By Dane Hamilton
NEW YORK (Reuters) - MICROSOFT (MSFT.NQ)Corp
Microsoft, which broke off months-long talks in early May to buy the Internet company for $47.5 billion, said it would resume talks immediately if a new board were elected at Yahoo's August 1 stockholder meeting. Yahoo shares leapt 12 percent.
The Microsoft statement came after Icahn, a billionaire who owns more than 4 percent of Yahoo, issued an open letter saying he had "spoken frequently" to Microsoft CEO Steve Ballmer over the last week. Previously, the two had not spoken.
"This is the first concrete confirmation we have that Microsoft is willing to come back to the table," UBS analyst Ben Schachter said. "It gives Icahn a much stronger hand going into the shareholder vote. It significantly raises his profile and his likelihood for success."
Ballmer told Icahn that a big impediment to any Yahoo deal was his concern that the current board could "mismanage" the company while the deal awaits regulatory approval, a process that could take nine months or more, according to Icahn.
In an interview, Icahn argued that his proposed dissident board slate would make Microsoft feel more secure in risking a large sum of capital to complete the deal during the regulatory approval process.
"You don't have to be Sherlock Holmes to realize there is no great comfort zone between the current Yahoo board and Microsoft," Icahn said. "During this waiting period for regulatory approval, any acquirer -- not just Microsoft -- would want a steward they would feel comfortable with."
In response, Yahoo issued a statement saying it continues to be willing to reopen talks with Microsoft, but "we feel strongly" that any deal negotiated between Icahn and Microsoft "would not lead to an outcome that would be in the best interests of Yahoo stockholders."
"If Microsoft and Mr. Ballmer really want to purchase Yahoo, we again invite them to make a proposal immediately," Yahoo said.
Yahoo is still talking to Time Warner Inc's
NEW BOSS SEARCH
Icahn also said he was actively interviewing replacements for Yahoo CEO Jerry Yang and its management team. "I am moving towards getting a potential new management team for Yahoo, including a new CEO," he said in a phone interview.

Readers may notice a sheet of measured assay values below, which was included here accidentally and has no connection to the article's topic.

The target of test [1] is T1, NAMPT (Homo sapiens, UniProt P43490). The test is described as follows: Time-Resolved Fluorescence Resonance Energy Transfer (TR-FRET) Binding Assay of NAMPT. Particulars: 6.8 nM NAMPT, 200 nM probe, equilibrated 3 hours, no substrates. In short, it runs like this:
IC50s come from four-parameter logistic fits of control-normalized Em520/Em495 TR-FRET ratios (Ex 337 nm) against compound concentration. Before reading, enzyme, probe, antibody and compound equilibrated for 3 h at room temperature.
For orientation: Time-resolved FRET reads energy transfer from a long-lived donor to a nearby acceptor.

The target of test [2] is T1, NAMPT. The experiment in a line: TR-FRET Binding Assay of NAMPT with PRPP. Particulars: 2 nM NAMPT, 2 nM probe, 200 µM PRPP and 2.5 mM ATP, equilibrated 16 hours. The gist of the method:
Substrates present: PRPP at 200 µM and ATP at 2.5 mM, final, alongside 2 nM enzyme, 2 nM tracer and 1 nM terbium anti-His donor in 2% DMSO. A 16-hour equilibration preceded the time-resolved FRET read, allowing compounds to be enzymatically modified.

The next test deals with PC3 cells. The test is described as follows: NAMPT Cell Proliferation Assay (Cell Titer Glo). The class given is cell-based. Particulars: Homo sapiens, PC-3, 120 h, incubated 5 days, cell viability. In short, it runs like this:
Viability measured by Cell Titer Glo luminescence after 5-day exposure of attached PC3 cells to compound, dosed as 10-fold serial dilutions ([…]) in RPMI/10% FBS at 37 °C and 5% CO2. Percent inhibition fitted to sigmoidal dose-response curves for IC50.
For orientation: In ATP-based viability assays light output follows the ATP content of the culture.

The long-awaited signals that the Microsoft-Yahoo talks could be revived sent Yahoo shares up $2.56 to $23.91 on Nasdaq, while Microsoft added 5 cents to close at $26.03.
Sanford C. Bernstein senior Internet analyst Jeffrey Lindsay said that if Microsoft is serious about resuming talks, "there is rationale for voting for the Icahn slate and essentially ousting the current Yahoo board and probably the management too.
"At the end of the day, you would have to expect that the big institutional shareholders would go for a deal with Microsoft," Lindsay added.
Mithras Capital partner Mark Nelson, whose firm controls 1.7 million Yahoo shares, said management change at Yahoo "has to happen."
"They've had plenty of time to right the ship," Nelson said. "The record over the past two or three years speaks for itself. They blew it and new management is needed to better exploit all the assets there."
Talks between Yahoo and Microsoft broke down in early May. Microsoft originally offered $31 per share and raised it to $33, but Yahoo demanded $37 per share.
After talks collapsed, Icahn amassed a stake in Yahoo and launched a proxy war to replace the Yahoo board and management, claiming they "botched" the Microsoft talks.
In his letter, Icahn said: "Steve made it clear to me that if a new board were elected, he would be interested in discussing a major transaction with Yahoo," including purchasing either its "search" function with large financial guarantees, or an outright purchase of Yahoo.
Microsoft said it would be premature to discuss details, such as the price it might offer for Yahoo.
Icahn said he would immediately move to replace Yang if his board slate were elected at the August meeting.
Yahoo's biggest investor, Capital Research, has told Yang it may vote against the board in the proxy fight, the blog AllThingsD reported on Monday.
(Additional reporting by Robert MacMillan and Yinka Adegoke in New York, Dai Wakabayashi in Seattle, and Eric Auchard and Anupreeta Das in San Francisco; Editing by Derek Caney and Braden Reddall)